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This is an article about corporations and climate change. It is presented in a way that the public finds “legitimate” because it is in the Washington Post and because the current societal norm on the subject is one of urgency and importance. America is interested in how big business is handling this problem. The Post knows this and they also know that the public seems to desire to blame the “big guys” therefore making it their job to fix it. However, even though this is the popular opinion of late the implications cannot always fit into a neat box of accusation. Therefore the article uses the most commonplace “large view” of society to give the article legitimacy, even though that view point in itself may leave certain truths out.
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This form of decoding uses a mixture of “adaptive and oppositional” elements, as the article states. Explaining that the reader understands the broad points in the article but can connect with the more subtle messages that play to a more localized bias. This may create “contradictions” in the main thrust of the article that are not always clearly visible to everyone. In other words, as a whole the community may agree with the idea of getting rid of teacher’s unions, but those that are directly affected- the teachers in the community, may read and absorb the messages in a completely different way. So, while on one level the Negotiated version may be universally accepted, there are other more pragmatic, personal and localized levels of understanding that may not accept it. Hall cites this type of decoding as the basis of those on the larger more “elite” and “corporate” levels as claiming this to be a source of “failure of communications”.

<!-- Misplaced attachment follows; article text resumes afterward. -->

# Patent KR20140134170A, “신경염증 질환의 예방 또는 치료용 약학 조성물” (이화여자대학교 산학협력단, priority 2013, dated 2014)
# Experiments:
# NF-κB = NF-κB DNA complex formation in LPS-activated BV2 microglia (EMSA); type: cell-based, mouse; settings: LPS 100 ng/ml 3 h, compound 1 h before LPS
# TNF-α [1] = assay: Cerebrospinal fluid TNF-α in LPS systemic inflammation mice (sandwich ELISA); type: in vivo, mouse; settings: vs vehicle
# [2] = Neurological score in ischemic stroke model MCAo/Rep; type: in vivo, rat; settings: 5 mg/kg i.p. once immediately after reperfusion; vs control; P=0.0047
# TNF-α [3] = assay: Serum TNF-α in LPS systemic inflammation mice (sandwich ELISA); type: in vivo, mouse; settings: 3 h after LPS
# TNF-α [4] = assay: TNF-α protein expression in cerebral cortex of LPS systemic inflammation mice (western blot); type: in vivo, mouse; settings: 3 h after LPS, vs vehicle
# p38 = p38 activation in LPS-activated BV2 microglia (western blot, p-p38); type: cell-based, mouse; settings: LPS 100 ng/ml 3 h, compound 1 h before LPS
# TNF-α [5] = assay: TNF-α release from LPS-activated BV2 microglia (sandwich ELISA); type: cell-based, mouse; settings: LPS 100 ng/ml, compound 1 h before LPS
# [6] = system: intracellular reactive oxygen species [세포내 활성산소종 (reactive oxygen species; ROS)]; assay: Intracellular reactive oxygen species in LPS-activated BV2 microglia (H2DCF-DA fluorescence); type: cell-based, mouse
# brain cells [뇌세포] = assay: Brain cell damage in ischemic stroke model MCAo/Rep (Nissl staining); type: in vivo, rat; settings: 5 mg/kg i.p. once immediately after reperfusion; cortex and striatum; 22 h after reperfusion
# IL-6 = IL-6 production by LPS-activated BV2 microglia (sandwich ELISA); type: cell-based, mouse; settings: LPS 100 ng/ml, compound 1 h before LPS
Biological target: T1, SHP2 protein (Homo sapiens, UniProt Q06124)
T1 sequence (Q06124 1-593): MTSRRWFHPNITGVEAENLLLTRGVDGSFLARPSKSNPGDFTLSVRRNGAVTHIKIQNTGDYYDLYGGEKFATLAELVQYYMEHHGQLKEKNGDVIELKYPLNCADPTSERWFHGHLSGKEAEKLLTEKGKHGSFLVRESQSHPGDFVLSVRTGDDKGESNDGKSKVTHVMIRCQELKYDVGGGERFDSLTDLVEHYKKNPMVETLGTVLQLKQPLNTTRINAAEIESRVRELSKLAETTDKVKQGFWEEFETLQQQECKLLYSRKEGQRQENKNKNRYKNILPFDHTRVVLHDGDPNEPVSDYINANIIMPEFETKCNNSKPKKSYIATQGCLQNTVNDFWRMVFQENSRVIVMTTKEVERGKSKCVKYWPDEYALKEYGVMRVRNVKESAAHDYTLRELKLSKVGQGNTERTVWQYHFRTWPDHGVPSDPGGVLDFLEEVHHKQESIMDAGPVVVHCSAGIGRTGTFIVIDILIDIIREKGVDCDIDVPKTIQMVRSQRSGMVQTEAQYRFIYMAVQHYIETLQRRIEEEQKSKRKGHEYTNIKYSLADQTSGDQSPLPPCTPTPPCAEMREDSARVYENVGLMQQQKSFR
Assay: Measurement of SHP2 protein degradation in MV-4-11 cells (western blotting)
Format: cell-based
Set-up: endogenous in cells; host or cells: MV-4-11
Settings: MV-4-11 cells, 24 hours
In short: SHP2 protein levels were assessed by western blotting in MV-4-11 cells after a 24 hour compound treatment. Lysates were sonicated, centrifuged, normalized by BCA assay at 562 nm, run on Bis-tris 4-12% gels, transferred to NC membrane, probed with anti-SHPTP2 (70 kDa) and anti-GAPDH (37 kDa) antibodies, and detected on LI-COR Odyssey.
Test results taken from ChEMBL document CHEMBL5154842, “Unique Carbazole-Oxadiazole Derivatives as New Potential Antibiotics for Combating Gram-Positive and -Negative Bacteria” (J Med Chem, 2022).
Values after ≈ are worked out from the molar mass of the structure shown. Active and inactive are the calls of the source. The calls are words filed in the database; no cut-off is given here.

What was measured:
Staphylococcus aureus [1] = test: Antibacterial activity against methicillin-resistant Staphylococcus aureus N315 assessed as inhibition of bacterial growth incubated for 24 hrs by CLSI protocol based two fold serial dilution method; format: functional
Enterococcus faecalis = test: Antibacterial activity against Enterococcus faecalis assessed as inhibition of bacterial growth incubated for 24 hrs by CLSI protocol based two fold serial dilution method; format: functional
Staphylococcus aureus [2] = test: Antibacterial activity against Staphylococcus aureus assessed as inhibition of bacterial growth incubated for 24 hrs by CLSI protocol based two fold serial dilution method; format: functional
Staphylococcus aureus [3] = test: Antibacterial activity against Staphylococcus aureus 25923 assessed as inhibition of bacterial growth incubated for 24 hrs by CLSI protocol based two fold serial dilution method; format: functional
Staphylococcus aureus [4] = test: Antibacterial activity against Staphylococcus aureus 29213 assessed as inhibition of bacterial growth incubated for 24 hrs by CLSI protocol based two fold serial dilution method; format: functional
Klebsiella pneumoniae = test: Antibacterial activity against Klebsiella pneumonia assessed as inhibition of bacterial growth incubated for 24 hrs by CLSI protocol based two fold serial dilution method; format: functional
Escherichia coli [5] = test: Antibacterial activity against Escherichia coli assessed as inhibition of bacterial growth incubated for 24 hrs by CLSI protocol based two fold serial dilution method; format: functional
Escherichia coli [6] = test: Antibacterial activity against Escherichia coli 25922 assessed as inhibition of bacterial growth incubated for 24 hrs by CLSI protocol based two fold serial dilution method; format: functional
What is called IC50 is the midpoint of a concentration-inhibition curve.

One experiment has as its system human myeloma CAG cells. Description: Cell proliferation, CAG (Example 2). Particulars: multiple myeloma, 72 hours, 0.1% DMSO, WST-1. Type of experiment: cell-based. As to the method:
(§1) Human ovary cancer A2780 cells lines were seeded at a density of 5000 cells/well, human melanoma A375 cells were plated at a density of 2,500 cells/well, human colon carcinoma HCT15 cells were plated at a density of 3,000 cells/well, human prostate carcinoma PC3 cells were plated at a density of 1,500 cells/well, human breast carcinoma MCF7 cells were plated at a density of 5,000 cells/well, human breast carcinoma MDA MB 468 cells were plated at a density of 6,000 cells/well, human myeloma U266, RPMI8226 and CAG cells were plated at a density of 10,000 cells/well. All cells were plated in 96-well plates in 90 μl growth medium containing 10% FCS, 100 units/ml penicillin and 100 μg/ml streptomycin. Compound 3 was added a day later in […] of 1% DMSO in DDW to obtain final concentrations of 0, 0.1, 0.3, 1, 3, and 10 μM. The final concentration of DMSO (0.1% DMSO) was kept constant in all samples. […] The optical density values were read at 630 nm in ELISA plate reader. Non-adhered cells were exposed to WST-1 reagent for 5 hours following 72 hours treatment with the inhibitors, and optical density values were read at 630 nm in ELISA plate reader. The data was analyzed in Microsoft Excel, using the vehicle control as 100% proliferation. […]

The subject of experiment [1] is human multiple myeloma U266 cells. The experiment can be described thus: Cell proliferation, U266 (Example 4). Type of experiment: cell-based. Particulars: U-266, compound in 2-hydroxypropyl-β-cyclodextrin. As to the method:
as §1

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This article outlines the oppositional decoding message immediately by using Dems in the title. While the article points out a legitimate desire to investigate the possibilities of expanding the court, by an Act of Congress; it is clearly a fight between Democrats and Republicans over the future of social and civil justice that has fueled this issue. This form of decoding seems to imply that this code is significant in that the reader understands the presentation of information and absorbs it fully but does not accept it at face value. In other words, he/she does not ingest it with objectivity. It registers as the “coding” of information to relative or aimed at specific groups.